Article by Forbes: Biser Dimitrov
Enterprises that are building on Ethereum have a reason to celebrate, as the new-and-improved Ethereum 2.0 is moving forward. Just a couple of weeks ago, the largest Ethereum development event, DevCon 5, was held in Osaka and more details about the upcoming protocol upgrade were announced. The changes are significant and will improve important properties like transaction speed, scalability, and finality. However, they also present some risks related to building on open-source technology developed by multiple teams.
What exactly is Ethereum 2.0, why is it necessary, and can this risk of breaking existing applications and wiping out the current $19B market cap be avoided?
The current Ethereum protocol, while considered successful so far, has been prone to several major issues. Specifically, its increasing storage requirements and performance degradation are raising red flags on CIOs’ decision charts.
The newly proposed Ethereum 2.0 upgrade will eliminate many of the existing shortcomings. For example, once fully deployed, Ethereum 2.0 will have 64 shards (sets of partitions) that will function simultaneously and have an independent transaction history and state. New execution environments can be created as a separate segregation mechanism on top of it, providing enhanced utility and features through WebAssembly (WASM). Moreover, with the introduction of proof of stake as a consensus protocol in the new Ethereum 2.0, the transactions will be considered final and will not be subject to the same 51% attack reversal tactic as in proof of work.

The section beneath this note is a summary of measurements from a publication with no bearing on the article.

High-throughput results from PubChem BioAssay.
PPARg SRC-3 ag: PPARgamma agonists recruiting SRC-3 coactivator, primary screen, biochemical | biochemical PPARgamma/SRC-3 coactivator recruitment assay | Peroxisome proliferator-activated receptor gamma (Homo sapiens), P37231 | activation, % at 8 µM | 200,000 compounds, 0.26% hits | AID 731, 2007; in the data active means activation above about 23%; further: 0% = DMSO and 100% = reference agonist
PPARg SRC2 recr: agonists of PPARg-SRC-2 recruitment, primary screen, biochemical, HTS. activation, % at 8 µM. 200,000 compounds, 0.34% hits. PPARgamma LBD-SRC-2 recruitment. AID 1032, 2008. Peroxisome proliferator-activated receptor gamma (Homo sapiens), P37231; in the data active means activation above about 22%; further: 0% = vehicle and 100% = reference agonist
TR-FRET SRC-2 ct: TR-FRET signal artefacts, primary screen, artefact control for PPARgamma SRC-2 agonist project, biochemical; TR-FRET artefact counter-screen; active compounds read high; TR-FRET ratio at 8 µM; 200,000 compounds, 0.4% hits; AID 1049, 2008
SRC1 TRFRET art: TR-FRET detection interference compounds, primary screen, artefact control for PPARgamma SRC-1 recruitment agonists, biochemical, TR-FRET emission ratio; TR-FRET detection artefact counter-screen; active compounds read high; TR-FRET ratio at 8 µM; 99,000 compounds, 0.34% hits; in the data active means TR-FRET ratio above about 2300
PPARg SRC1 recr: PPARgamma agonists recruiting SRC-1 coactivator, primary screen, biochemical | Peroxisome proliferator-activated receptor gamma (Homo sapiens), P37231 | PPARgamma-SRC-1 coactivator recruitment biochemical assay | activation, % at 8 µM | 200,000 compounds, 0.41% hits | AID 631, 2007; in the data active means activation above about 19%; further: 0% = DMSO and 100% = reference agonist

However, despite the obvious positives and the financial and technological opportunities that will become available, the new protocol maintains several key risk areas that must be addressed soon.
- The necessary work is extremely technical and not many people are qualified to turn a complex research paper into a practical solution.
- Currently, all the work is being done by several teams located in different parts of the world, with different agendas and different timelines. Everyone is working towards the same goal but the inherited friction of having distributed teams is present.
- The transition to Ethereum 2.0 is so complex that it involves wrapping up the current network and placing it inside the new chain so that they will run together for a period of time.
- There is a significant chance that certain existing functionality and smart contracts will break.
- There is the potential for a hard-fork split, as Ethereum 1.0 and Ethereum 2.0 will co-exist and the transition might not be successful, with some node operators choosing to run the old chain.
So, what does this mean for enterprises that build on Ethereum?